Spaniards InnWith a trio of apparitions, this pub once belonged to the father of Dick Turpin, and the highwayman himself used the Inn as a hideout during his escapades. The outlaw himself ‘Dick Turpin’ is said to haunt the upstairs rooms, banging, rattling and knocking can often be heard, whilst outside the spirit of Turpin’s horse “Black Bess” can sometimes be heard galloping away from the car park. Also, with a rather unfortunate name, the spirit of “Black Dick” haunts the bar itself, once a local moneylender he was run down in the street by a coach and horses, his spirit though, never left the pub.
On a different trivia note, did you know that many pubs named the “Black Horse” are a tribute to Turpin’s horse Black Bess, who in 1737 made the ride from London to York in a single night, a story of fiction, around which the legend was forged.
Visit the Spaniards Inn Pub Page |  Map link

5. The Ring O’ Bells, Middleton, Manchester
Ring O' BellsEdward was a Royalist, dressed in full Cavalier military gear when his life met its fateful end. Edward, the son of a Local Lord, used the Ring O’ Bells as a secret Royalist meeting place in a Parliament forces held town during the English Civil War. One fateful evening Edward was hacked to pieces by Roundheads whilst trying to escape,  now his sombre spirit lingers on within the pub walls.  The pub grounds date back to the Saxon times, and are also rumoured to have been the location where ancient sacrificial victims were offered to Gods.  What an ideal place to erect a pub! It’s been reported that Edwards ghost can manipulate objects, throwing them across rooms. Patrons have recorded a number of times when they have felt a firm hand on their shoulder or back only to turn and find themselves all alone.  It is said that anyone who dares sit in the “Cavaliers seat” will feel an icy chill and wandering sadness.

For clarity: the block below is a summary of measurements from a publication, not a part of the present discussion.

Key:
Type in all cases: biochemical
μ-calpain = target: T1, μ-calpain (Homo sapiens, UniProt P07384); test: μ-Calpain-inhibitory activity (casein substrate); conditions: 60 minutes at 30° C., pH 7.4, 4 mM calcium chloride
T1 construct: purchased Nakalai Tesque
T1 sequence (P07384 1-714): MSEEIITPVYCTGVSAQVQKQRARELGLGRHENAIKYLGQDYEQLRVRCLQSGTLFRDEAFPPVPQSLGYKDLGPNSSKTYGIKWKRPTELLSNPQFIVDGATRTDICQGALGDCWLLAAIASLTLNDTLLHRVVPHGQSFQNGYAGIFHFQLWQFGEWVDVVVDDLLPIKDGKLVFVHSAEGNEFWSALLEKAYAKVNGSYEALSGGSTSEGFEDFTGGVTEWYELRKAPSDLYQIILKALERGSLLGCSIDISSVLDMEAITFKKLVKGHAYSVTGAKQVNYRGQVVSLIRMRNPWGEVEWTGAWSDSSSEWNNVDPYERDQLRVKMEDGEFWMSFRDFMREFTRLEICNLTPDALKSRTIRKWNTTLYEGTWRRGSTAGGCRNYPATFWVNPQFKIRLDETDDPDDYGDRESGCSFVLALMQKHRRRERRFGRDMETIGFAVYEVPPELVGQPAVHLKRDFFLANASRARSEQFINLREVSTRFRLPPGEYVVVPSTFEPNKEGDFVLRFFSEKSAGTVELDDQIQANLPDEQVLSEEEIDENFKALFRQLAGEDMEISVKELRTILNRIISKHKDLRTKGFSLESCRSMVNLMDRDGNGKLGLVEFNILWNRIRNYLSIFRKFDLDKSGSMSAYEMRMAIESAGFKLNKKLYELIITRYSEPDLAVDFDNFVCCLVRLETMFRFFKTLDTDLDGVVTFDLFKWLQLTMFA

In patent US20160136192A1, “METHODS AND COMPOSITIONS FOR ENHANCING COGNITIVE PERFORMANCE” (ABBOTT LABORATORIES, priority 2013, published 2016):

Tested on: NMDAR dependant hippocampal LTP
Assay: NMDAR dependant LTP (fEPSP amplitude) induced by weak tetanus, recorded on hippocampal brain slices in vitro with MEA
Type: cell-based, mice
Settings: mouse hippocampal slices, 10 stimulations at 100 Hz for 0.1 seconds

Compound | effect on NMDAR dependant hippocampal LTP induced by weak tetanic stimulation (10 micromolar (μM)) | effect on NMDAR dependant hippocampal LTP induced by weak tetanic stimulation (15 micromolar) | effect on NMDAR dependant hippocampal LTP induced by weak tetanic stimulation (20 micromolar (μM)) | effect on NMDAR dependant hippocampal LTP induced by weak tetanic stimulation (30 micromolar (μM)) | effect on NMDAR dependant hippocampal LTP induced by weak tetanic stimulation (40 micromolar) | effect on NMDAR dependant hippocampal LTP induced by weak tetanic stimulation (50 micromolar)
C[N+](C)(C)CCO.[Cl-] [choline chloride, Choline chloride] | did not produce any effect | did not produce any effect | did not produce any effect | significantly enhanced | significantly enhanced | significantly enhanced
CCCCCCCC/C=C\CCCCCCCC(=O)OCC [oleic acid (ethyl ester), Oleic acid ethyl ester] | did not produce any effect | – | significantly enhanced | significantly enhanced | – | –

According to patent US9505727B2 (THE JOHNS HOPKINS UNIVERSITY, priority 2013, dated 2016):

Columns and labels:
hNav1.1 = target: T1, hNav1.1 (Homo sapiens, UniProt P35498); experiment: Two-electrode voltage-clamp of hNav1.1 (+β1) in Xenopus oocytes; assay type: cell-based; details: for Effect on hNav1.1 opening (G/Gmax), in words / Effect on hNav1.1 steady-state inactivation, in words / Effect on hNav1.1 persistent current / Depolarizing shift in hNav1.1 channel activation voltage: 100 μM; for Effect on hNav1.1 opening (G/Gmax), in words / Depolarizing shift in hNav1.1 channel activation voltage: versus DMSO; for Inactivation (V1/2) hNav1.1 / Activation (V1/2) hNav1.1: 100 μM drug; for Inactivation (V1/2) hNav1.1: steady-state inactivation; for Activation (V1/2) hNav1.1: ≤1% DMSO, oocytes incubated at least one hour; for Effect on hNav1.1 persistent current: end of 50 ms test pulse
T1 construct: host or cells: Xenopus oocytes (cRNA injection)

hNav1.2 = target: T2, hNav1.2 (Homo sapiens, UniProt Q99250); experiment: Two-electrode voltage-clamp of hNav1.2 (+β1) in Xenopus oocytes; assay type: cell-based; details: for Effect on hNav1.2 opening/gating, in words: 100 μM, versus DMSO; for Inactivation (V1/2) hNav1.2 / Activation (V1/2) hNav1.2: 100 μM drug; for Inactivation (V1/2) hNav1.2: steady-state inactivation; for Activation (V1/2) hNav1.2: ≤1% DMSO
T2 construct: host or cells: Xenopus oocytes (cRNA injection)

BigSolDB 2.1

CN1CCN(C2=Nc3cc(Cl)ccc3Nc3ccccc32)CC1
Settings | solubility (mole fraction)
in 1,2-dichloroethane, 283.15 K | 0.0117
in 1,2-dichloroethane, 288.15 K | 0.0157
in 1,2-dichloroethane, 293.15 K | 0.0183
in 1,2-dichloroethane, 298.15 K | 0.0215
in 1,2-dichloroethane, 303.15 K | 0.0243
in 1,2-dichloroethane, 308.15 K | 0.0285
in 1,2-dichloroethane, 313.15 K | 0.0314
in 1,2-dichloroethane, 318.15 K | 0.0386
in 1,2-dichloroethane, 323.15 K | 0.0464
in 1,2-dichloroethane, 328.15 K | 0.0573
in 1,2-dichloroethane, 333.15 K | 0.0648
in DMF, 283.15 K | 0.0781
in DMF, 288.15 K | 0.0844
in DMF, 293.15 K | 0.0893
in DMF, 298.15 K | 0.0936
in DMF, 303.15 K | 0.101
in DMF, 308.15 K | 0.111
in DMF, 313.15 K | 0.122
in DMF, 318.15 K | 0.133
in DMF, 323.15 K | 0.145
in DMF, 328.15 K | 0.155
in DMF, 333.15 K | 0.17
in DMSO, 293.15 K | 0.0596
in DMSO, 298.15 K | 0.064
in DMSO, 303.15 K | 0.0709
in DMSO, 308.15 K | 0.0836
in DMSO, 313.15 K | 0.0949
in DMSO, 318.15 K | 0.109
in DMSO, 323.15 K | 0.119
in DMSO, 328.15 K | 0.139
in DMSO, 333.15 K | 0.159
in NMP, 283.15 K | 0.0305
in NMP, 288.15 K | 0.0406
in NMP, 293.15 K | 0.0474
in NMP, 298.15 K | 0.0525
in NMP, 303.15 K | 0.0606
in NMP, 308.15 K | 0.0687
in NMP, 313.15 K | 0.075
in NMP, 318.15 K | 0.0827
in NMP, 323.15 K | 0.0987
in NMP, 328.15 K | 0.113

Visit the Ring O’ Bells Pub Page | Map link 

The Decline of Pubs in the UK

You can’t beat a British pub. They are the cornerstone of many villages up and down the land, often housing a unique blend of décor and home-grown beer. Many pubs are steeped in history providing an important role in the community. Pubs are a meeting place in every city, and the “go-to” after a long week at work, they are still a common place we consider when needing to unwind. However, with the government enforcing budget cuts to remedy the recession, the pub has become an unlikely victim to these difficult economic times. In the last ten years the average price of a pint has risen by 43%. In 2002, an average pint would cost you £2.02, in 2011, you would expect to pay £2.90, the main increase in price is partly due to the 30% added tax.

With the increase in price, inevitably the profits have suffered too, with individual barrel prices having dropped by a staggering 28 million barrels over the last ten years. Produced by Business4Sale.co.uk, listing pubs for sale across the UK here is an infographic highlighting just how tough the last 10 years have been for publicans and what you can do to show a bit of love for your local pub.

The Decline of Pubs in the UK

If you’d like to download and share this information there is a PDF version available here. Don’t forget you can join in the conversation on our Facebook page.